Self-employment is certainly not a walk in the park. You will have to be your own marketing, sales and debt collection departments as well as actually doing the work you are paid to do! However though it is hard work, it undoubtedly is more rewarding for the vast majority who chose to be their own boss. You can work on the projects you are truly passionate about, work when and wherever is convenient and avoid the office politics that grinds many employees down.
Community of support
The flip side of independence is that self-employment can be lonely at times if you don’t take steps to address it. This is where IPSE has such an important role to play in building a community for self-employed people to come together, share experiences and network to make future contacts.
We also offer discounted rates for our members to use work hubs, which offer excellent ways to collaborate with like-minded people. Many ISPE members also find our tax and legal helplines particularly useful, as it can be difficult to keep track of all the changes to tax and legislation that affect the self-employed.
Self-employment and freelancing trends on the horizon
As well as the big increases in women in self-employment, it is notable that there have been big increases in the high-skilled professional segment of self-employment in recent years. Since 2011, high-skilled self-employment has jumped by 27% to hit 2.3 million.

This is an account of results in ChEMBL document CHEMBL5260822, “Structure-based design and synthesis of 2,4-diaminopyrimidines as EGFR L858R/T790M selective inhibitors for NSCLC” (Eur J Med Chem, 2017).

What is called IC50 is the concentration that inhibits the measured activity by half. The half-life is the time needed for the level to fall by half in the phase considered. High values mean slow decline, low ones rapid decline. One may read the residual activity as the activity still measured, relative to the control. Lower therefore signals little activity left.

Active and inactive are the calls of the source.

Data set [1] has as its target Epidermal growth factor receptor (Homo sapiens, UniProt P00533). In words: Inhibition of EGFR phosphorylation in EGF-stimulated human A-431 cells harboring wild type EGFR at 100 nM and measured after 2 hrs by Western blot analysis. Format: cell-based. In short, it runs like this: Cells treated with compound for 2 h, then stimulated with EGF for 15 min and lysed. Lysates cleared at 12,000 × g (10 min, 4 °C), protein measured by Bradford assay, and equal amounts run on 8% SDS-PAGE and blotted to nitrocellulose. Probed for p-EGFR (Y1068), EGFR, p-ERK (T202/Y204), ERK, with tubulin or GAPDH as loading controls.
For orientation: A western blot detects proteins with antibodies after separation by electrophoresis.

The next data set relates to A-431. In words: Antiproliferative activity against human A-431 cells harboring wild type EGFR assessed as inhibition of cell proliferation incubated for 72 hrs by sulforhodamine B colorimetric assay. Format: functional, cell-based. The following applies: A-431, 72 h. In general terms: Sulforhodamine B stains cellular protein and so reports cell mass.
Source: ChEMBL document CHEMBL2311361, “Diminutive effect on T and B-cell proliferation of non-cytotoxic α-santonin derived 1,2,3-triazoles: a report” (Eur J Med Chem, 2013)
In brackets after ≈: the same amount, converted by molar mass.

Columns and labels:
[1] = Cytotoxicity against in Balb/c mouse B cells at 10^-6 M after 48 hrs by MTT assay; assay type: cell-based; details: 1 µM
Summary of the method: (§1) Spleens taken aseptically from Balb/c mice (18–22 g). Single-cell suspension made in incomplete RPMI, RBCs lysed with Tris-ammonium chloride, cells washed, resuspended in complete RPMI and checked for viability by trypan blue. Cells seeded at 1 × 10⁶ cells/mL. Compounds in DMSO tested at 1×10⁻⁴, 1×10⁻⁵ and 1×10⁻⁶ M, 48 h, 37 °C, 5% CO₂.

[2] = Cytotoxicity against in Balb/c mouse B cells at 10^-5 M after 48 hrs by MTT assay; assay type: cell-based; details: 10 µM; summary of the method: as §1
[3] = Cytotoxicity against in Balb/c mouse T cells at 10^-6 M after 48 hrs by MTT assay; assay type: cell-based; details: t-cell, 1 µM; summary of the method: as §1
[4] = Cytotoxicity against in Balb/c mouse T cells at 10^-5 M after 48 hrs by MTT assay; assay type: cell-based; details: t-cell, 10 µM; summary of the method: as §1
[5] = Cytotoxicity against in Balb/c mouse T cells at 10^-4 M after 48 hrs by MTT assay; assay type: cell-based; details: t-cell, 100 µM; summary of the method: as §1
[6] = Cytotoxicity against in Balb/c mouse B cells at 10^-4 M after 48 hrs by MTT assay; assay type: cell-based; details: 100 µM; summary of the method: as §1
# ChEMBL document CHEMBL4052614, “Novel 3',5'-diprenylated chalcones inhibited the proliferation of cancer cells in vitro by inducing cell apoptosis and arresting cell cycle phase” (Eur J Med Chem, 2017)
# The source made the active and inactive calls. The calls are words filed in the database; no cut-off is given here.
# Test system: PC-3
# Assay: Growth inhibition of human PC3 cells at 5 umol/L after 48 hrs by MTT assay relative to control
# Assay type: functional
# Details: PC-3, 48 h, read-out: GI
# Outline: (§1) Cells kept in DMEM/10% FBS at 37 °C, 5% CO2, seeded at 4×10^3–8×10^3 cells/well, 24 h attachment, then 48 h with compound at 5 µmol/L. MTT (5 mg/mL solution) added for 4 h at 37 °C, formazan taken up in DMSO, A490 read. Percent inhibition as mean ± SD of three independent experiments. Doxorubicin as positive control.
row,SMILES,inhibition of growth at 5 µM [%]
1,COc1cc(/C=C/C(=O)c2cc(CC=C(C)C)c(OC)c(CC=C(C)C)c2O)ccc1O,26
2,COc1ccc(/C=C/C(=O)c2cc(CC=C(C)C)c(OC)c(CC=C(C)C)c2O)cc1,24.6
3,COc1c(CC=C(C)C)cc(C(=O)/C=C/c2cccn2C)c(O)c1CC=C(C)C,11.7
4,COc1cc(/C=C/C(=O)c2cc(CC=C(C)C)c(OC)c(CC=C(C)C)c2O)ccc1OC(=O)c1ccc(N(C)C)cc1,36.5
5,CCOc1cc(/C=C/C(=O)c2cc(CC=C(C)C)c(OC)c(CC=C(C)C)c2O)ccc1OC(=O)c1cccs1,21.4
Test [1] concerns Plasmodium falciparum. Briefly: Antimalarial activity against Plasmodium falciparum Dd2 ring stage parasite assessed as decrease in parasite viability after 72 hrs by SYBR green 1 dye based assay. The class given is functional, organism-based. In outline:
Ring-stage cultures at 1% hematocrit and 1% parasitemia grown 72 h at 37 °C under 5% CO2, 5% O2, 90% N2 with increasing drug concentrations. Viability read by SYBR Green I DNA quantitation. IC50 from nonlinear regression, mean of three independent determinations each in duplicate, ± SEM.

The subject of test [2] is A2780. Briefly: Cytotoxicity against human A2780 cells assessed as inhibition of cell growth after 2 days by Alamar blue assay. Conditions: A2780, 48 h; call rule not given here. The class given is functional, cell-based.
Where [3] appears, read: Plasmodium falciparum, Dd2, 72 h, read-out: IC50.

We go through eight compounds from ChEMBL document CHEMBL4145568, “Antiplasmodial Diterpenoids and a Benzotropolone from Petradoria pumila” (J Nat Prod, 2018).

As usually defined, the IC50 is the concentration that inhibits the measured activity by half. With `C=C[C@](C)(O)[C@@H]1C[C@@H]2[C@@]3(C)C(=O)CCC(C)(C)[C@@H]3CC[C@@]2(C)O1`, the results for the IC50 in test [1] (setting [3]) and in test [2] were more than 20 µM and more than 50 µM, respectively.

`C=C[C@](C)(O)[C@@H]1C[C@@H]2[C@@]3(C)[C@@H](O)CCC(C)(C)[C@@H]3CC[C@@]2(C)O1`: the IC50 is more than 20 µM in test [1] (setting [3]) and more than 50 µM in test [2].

The number of self-employed media professionals has more than doubled to 51,000 while self-employed IT professionals have also seen a rapid rise of almost 50% to hit 127,000. IPSE expects this trend to continue, with those in professional roles taking the opportunity to work more flexibly and become self-employed.
Young people are also shunning the 9-5 and looking towards freelancing from the start of their career. To help them, IPSE has set up IPSE student membership where as well as the contract and invoice templates that all members get, students can also access discounted online training as well as a student forum and LinkedIn group.
A big focus for IPSE in the coming months is the Government’s Taylor Review on modern employment practices. This must ensure self-employment remains a positive way of working, while the most vulnerable individuals are protected. I am putting together IPSE’s formal response to this review, where we will be calling for a statutory definition of self-employment in order to deliver greater clarity for all concerned.
We will also be making the case for fairer maternity pay for self-employed mothers and better pensions products to help the self-employed save for retirement.
And of course, on 8th June we host our ninth annual National Freelancers Day celebrating the great and good of the UK’s freelance workforce. This year promises to be bigger and better than ever with additional events in Manchester and Bristol alongside the main event at Kings Place in London.
The event includes seminars, workshops, masterclasses, a host of guest speakers and our Freelancer of the Year awards. We’ve recently received all our applicants and we’ve whittled it down to 15 finalists. This year has been more difficult than ever before to narrow down the applicants and we’ve been inundated with inspiring, innovative and fascinating freelancers.
IPSE members attend free while non-members can take advantage of an early bird ticket costing £37.50. For more information, including ticketing and a full programme of the event, please visit www.nationalfreelancersday.com.